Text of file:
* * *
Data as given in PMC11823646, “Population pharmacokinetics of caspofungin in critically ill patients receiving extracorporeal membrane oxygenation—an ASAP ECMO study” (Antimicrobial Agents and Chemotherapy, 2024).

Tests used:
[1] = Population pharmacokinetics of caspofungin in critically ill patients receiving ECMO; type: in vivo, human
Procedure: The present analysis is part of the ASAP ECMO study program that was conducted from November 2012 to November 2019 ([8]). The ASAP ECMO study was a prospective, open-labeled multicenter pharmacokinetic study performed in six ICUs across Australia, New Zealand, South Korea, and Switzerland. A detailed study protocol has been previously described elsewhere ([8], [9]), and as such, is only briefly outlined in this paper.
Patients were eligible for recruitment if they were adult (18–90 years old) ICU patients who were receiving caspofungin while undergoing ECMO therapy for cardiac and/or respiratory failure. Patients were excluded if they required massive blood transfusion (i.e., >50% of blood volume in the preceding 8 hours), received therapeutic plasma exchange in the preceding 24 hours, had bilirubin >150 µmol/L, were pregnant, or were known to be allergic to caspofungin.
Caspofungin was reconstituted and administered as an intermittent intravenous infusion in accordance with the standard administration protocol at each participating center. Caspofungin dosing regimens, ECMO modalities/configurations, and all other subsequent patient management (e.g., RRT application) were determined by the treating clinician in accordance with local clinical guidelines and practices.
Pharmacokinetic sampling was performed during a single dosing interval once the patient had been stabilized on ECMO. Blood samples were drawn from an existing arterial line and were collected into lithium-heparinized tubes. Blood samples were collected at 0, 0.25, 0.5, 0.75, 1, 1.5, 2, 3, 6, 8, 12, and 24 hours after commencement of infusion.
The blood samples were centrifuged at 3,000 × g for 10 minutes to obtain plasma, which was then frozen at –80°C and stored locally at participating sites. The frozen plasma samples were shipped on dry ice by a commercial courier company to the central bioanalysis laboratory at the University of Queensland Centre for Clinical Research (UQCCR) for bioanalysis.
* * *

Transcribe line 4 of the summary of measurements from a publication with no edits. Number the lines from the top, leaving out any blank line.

Procedure: The present analysis is part of the ASAP ECMO study program that was conducted from November 2012 to November 2019 ([8]). The ASAP ECMO study was a prospective, open-labeled multicenter pharmacokinetic study performed in six ICUs across Australia, New Zealand, South Korea, and Switzerland. A detailed study protocol has been previously described elsewhere ([8], [9]), and as such, is only briefly outlined in this paper.